So I paired all day, most days, for about five years. This had a lot of upsides, far more than I can list here. There’s a standard list of benefits and drawbacks to pairing that you might be familiar with, but the impact of pairing, especially pairing that much, goes much deeper than its impact on the code, on the particular work the team delivers that week.

Nat goes on to share when pairing took more than it gave for them.

Pairing requires being vulnerable, to another human being, for hours at a time. Intimacy, both physical and mental. I had to share space, decisions, thought processes, and often feelings with this person. … This never stopped being draining.

Over time, over years, pairing wore me down. Took a little bit more each day than I could recover. Until my life was working, and recovering from work, and then working some more.

Paul Graham paulgraham.com

Crazy new ideas

Paul Graham on preposterous sounding ideas and how easy they are to dismiss:

Most implausible-sounding ideas are in fact bad and could be safely dismissed. But not when they’re proposed by reasonable domain experts. If the person proposing the idea is reasonable, then they know how implausible it sounds. And yet they’re proposing it anyway. That suggests they know something you don’t. And if they have deep domain expertise, that’s probably the source of it.

Such ideas are not merely unsafe to dismiss, but disproportionately likely to be interesting. When the average person proposes an implausible-sounding idea, its implausibility is evidence of their incompetence. But when a reasonable domain expert does it, the situation is reversed. There’s something like an efficient market here: on average the ideas that seem craziest will, if correct, have the biggest effect.

I’m not a big ideas guy. Never have been. Adam is, though. And I freely admit that many of his ideas sound preposterous to me at first. But I’ve learned over the years to hear him out, because he’s usually on to something, even if it’s not fully-formed yet. And it turns out I’m pretty good at taking partially-formed ideas and helping firm them up. This is one of the reasons why we make a good team.

Having new ideas is a lonely business. Only those who’ve tried it know how lonely. These people need your help. And if you help them, you’ll probably learn something in the process.

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10+ AWS cost management best practices

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While there are many advantages to using Amazon Web Services (AWS), cost management can be complicated because so many factors impact your AWS bill. Account setup, savings plans, and a number of other factors can all affect your AWS charges and usage.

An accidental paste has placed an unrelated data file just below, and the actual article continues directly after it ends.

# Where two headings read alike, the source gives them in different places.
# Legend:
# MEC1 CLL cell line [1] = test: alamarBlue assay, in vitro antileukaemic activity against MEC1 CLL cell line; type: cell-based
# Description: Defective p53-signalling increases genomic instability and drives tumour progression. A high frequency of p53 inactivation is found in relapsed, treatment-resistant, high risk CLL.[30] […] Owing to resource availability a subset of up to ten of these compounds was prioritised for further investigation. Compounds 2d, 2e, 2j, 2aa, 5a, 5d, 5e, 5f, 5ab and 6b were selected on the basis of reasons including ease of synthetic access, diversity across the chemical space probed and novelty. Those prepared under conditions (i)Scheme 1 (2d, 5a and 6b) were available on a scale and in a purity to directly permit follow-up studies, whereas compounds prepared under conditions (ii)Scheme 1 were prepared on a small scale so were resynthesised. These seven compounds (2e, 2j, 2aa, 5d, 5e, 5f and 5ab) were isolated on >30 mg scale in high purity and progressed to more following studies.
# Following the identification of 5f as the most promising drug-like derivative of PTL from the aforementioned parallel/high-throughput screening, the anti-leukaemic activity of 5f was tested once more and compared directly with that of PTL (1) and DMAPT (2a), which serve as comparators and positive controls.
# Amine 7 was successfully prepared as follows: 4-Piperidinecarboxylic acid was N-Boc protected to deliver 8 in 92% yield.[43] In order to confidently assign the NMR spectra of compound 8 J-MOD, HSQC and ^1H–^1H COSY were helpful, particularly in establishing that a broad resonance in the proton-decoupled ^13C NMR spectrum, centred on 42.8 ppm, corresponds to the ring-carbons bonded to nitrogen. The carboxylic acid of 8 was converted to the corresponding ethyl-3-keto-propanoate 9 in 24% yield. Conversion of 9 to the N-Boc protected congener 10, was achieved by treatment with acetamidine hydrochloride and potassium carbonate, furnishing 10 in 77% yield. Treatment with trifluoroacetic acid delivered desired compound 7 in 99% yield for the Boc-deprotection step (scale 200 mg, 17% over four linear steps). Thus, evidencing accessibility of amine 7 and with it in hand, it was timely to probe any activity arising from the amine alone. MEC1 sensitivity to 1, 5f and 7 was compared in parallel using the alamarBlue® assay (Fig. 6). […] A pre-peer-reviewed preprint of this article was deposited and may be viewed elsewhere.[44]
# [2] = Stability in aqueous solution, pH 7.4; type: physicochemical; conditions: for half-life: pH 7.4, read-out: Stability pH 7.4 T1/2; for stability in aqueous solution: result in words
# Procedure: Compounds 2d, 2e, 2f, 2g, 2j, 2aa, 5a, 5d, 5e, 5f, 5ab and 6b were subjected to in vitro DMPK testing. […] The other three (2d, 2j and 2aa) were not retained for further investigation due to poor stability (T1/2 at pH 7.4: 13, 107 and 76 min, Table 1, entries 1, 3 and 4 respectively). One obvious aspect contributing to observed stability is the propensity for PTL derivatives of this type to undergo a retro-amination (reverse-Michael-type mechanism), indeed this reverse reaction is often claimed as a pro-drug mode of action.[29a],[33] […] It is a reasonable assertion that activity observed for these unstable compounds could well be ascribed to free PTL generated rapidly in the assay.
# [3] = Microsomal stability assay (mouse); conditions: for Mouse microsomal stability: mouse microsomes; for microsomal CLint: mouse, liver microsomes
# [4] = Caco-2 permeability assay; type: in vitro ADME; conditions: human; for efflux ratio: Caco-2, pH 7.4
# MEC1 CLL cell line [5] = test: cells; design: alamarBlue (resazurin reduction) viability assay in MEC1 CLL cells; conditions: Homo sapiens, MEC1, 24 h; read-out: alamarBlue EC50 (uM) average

In this article, we’ll introduce 10 AWS cost management best practices that promote optimization, and how you can go beyond AWS cost management by using an advanced cloud cost intelligence tool.

Hidde de Vries hiddedevries.nl

Criticism pushes the web forward

Hidde de Vries takes a strong, reasoned stance to online criticism of others’ work:

This week, a friend shared a blog post that critiqued a popular framework for CSS. Twitter started to discuss if it’s okay to criticise tools. In this post, I’ll say it is not just okay, it is also important.

This is a tough subject because we identify so closely with the things we create (our code), but Hidde is right: if we want to progress as an industry (and individually) we need to be able to criticize (constructively) and receive criticism. It’s part of the process.

We should give feedback respectfully and constructively, but we should give feedback. And open up to feedback, not demand it to go away. It may not be easy, but it is important to include perspectives outside your own.

Stripe Icon Stripe

Guide to managing founder stress

Stripe Atlas has a wide array of guides to running an internet business that are totally open and free for everyone. This guide, written by Dr. Sherry Walling (a clinical psychologist), on “managing founder stress” covers everything from running smart (not just hard), coping with chronic stress, mastering the ups and downs, and a reminder that as a founder you are not alone.

If you like this guide, then you’ll probably be a fan of my podcast Founders Talk too.